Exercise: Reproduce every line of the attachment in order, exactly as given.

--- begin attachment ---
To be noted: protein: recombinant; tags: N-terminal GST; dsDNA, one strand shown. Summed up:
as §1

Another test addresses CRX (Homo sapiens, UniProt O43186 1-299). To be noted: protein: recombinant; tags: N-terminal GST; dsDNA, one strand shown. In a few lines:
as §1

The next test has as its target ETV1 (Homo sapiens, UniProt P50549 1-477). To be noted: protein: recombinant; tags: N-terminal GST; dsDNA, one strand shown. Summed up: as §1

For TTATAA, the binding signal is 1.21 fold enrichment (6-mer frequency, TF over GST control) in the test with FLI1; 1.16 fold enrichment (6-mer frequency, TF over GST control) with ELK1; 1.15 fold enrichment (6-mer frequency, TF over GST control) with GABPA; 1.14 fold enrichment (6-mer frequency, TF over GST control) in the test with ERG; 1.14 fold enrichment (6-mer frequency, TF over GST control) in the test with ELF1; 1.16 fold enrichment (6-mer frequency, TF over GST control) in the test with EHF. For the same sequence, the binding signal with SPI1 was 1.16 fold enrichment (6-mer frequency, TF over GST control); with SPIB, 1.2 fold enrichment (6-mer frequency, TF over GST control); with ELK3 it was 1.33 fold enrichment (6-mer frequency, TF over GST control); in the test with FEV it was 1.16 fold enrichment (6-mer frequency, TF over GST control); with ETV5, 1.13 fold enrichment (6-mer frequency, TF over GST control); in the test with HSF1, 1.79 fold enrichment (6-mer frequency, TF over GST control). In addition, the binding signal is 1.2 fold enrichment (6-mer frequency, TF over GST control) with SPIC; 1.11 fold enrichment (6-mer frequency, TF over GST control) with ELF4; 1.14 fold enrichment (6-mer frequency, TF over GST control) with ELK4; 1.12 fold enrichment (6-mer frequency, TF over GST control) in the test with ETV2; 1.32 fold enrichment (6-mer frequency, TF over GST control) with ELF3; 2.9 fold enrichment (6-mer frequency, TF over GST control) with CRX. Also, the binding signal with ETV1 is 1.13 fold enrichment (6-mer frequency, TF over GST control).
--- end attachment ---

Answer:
To be noted: protein: recombinant; tags: N-terminal GST; dsDNA, one strand shown. Summed up:
as §1

Another test addresses CRX (Homo sapiens, UniProt O43186 1-299). To be noted: protein: recombinant; tags: N-terminal GST; dsDNA, one strand shown. In a few lines:
as §1

The next test has as its target ETV1 (Homo sapiens, UniProt P50549 1-477). To be noted: protein: recombinant; tags: N-terminal GST; dsDNA, one strand shown. Summed up: as §1

For TTATAA, the binding signal is 1.21 fold enrichment (6-mer frequency, TF over GST control) in the test with FLI1; 1.16 fold enrichment (6-mer frequency, TF over GST control) with ELK1; 1.15 fold enrichment (6-mer frequency, TF over GST control) with GABPA; 1.14 fold enrichment (6-mer frequency, TF over GST control) in the test with ERG; 1.14 fold enrichment (6-mer frequency, TF over GST control) in the test with ELF1; 1.16 fold enrichment (6-mer frequency, TF over GST control) in the test with EHF. For the same sequence, the binding signal with SPI1 was 1.16 fold enrichment (6-mer frequency, TF over GST control); with SPIB, 1.2 fold enrichment (6-mer frequency, TF over GST control); with ELK3 it was 1.33 fold enrichment (6-mer frequency, TF over GST control); in the test with FEV it was 1.16 fold enrichment (6-mer frequency, TF over GST control); with ETV5, 1.13 fold enrichment (6-mer frequency, TF over GST control); in the test with HSF1, 1.79 fold enrichment (6-mer frequency, TF over GST control). In addition, the binding signal is 1.2 fold enrichment (6-mer frequency, TF over GST control) with SPIC; 1.11 fold enrichment (6-mer frequency, TF over GST control) with ELF4; 1.14 fold enrichment (6-mer frequency, TF over GST control) with ELK4; 1.12 fold enrichment (6-mer frequency, TF over GST control) in the test with ETV2; 1.32 fold enrichment (6-mer frequency, TF over GST control) with ELF3; 2.9 fold enrichment (6-mer frequency, TF over GST control) with CRX. Also, the binding signal with ETV1 is 1.13 fold enrichment (6-mer frequency, TF over GST control).